For parents, the adolescence of their children can also be lived as an exile. They can feel the degrees of autonomy that they are acquiring and the identification of their children with the context of reception as an abandonment. He sees himself as advocates who mourn the childhood of his son, to renounce being his idol, to sometimes endure being the subject in which they channel their frustration. To gradually lose their degree of dependence, which on the one hand may have been experienced as a relief, but also with frustration to stop being so immensely important to someone.

It is necessary to learn to renegotiate a new type of relationship with a person who is no longer a child but is not completely an adult, who asks for responsibilities, who needs limits, but also confidence to take risks.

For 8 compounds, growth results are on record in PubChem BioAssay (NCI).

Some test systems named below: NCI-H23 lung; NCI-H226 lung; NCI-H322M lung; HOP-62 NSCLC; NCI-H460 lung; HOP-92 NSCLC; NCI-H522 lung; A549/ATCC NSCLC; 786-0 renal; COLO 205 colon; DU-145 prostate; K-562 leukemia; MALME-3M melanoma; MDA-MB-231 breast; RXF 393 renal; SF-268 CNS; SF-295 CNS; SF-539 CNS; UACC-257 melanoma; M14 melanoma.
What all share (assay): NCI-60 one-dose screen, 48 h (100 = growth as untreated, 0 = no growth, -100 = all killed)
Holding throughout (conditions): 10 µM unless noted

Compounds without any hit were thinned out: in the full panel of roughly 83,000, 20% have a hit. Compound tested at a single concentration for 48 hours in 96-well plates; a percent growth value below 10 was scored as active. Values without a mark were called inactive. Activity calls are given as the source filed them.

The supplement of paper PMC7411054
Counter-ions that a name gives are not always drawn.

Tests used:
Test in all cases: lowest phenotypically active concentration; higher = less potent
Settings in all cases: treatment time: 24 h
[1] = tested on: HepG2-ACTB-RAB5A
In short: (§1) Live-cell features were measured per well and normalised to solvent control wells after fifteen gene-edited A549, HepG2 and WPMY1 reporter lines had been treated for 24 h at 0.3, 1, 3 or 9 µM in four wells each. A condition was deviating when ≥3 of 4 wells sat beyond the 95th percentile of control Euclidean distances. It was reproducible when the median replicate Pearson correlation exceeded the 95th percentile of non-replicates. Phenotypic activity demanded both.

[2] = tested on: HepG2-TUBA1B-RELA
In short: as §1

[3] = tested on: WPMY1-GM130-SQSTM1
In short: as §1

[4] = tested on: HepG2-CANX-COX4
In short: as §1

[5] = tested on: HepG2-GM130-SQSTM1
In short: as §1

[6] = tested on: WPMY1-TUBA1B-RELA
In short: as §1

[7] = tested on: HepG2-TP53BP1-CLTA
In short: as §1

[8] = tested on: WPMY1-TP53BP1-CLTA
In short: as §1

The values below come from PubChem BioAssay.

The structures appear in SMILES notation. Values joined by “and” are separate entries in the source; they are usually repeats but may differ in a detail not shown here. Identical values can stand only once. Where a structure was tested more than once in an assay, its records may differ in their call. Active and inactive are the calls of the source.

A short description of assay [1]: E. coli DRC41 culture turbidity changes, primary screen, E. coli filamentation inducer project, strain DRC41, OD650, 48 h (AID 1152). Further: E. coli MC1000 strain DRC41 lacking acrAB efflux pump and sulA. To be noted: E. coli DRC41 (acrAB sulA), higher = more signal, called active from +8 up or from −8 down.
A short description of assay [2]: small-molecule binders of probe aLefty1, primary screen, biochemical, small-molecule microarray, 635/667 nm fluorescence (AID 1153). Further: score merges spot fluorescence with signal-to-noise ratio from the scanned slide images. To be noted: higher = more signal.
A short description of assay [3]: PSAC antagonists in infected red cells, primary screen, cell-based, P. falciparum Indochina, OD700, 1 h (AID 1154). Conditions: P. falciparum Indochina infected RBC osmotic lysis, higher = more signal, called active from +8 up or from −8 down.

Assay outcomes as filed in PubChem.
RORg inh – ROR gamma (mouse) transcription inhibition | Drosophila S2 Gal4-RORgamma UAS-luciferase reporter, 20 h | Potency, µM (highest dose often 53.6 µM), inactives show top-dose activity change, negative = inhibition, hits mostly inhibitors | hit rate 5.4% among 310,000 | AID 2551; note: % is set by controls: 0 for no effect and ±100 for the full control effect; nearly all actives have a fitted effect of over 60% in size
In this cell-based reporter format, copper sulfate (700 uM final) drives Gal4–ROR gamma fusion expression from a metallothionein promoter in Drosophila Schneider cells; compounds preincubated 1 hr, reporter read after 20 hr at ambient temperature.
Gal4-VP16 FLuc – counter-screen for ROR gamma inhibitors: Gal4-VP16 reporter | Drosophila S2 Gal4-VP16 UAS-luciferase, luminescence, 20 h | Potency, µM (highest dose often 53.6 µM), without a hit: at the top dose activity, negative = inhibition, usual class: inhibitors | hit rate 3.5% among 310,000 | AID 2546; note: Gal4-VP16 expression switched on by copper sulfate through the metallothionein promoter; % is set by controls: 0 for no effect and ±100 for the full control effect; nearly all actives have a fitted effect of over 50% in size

It also implies to assume that, however much they may wish, it is impossible to control all the variables that prevent their children from being exposed to situations that will make them suffer. Assume also, that they did not come the world to fulfill the expectations and dreams of the parents. Be open to be surprised by their uniqueness, and try not to burden them with fears, prejudices and own labels.

A teenager usually implies a resituation of all family dynamics, roles that are transformed, attitudes and behaviors that stop making sense. Adolescents, for example, require less attention, less energy than when they were children. Excess energy that parents need to re-locate in their own lives, in their own projects. The best thing that can happen to a teenager is to have a father or a mother who feels relatively comfortable with himself. A father and a mother who occupy part of their motivations and interests in their own well-being and who assume and manage their own exiles.